In this week's article I'll continue my discussion of leadership, contrasting past leaders with those elected officials at the helm of our city today.
On August 28th, 1963 Martin Luther King delivered, what has become, one of the most famous speeches in the history of the world. Remembered by the trademark statement 'I have a dream' King's address propelled the issue of racial segregation and discrimination from a 'black-issue' to a national travesty, garnering the support of political, religious and business leaders in a united effort to beat the plague of racism. King's dedication in identifying and transcending the racial divide, especially in the Southern states, was immortalized when he was assassinated on April 4th, 1968. An impassioned leader, King intimately understood the problem at hand, developed a vision and a plan and, in the end, was willing to sacrifice everything to achieve the greater good.
Fast-forward almost 45 years and present day Windsor. In the May 2006 State of the City address Mayor Eddie Francis delivered a cacophony of vision and promises for a better city. Mayor Francis reminisced on his committments of 2004 to build "a city renewed .... a clean city ... a city with a thriving, vibrant culture." He identified four key areas that, when addressed in parallel, would create a symbiotic success.
First, financial stability. Francis committed to manage our tax dollars more efficiently by focusing on core municipal services and "not wasting money on things that a municipal government should never have been paying for in the first place." He also committed to tackle the root causes of debt and high taxes.
Second, better service and more accountability through corporate accountability and "the idea that the municipality is there to serve the people and not the other way around."
Third, jobs and investment. Francis declared that Windsor would compete for jobs and investment "just like our entrepreneurs and businesses", while attracting and retaining smart people and growth industries through infrastructure, environmental and economic development.
Fourth, defend the interests of the people of Windsor, especially on the border issue.
On the face of it, Francis appears to understand that municipal accountability, a robust and sustainable economy, built on the foundation of environmental, social and cultural diversity, with a good dose of tax reductions, without the associated reductions in service or increase in debt, will build a strong and vibrant city. A review of the current status of our local economy, introverted municipal government and rising taxes, both property and essential services, shows that reality flies in the face of the commitment by Francis and city council.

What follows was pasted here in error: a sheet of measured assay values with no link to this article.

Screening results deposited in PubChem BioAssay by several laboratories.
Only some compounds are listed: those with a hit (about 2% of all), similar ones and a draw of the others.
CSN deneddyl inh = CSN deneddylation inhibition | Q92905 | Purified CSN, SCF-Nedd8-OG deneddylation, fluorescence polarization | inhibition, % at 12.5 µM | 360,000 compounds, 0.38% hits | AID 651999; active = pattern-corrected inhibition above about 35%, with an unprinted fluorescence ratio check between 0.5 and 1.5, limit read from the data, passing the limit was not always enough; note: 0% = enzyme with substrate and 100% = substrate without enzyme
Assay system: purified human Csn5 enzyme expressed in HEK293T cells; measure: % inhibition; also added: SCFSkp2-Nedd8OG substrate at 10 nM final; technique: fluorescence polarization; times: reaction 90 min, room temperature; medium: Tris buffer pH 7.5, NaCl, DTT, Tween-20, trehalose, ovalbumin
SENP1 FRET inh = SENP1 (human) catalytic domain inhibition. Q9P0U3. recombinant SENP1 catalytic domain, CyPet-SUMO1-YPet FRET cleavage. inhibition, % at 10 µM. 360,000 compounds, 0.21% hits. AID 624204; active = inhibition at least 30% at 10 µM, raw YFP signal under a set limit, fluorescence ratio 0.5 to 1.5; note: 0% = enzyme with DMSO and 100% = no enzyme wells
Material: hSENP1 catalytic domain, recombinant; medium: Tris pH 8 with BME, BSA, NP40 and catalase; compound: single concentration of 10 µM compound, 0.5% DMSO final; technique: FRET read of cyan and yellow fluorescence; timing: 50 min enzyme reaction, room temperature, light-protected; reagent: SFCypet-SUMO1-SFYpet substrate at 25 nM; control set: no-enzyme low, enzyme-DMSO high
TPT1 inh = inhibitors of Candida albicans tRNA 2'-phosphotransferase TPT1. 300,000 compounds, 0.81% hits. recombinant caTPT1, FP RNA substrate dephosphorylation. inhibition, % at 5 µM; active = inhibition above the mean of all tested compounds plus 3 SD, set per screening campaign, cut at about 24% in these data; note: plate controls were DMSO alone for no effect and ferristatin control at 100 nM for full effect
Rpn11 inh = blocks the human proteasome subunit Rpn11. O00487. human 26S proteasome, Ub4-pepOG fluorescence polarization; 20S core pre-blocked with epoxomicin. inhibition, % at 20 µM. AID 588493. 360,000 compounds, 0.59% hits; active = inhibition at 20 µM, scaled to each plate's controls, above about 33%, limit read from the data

In spite of 28 pages trumpeting the successes of his first term, astute citizens recognize that Windsor, under Francis' leadership, has done little to "build a greater city." Some of the 2006 "accomplishments" are down-right laughable, including the following proclamation:
"We are beautifying our neighbourhoods and streetscapes...We're bringing people
back downtown. The entire face of our downtown is transforming, and transforming
for the better...[W]e talked about building a balanced downtown where people could
live, work and play."
Talk is cheap. Windsor needs a leader, politician or otherwise, who is willing to throw caution to wind and do what is right for the people. Windsor has the resources that it needs to become everything that Mayor Francis proclaimed it was, could be and will be. It is time to unleash the collective creativity of grass roots citizens, city administration and our municipal government. It is time to make the changes that need to be made, before tragedy or circumstance force us to play catch up in a race for status quo.
Forget re-election. Forget pork-barrelled, backroom deals. Forget maintaining status quo. Windsor needs someone who is going to get the job done; to make the changes that will transform our city into an oasis of sustainability and prosperity. Windsor needs a maverick, a loose-cannon; someone to buck the system. I long for the day when the grand standing of city council is interrupted by a booming voice of reason, calling council to action that doesn't involve patting each other on the back. We need a political martyr, ready to force the changes that Windsor needs or die, socially and politically speaking, while trying.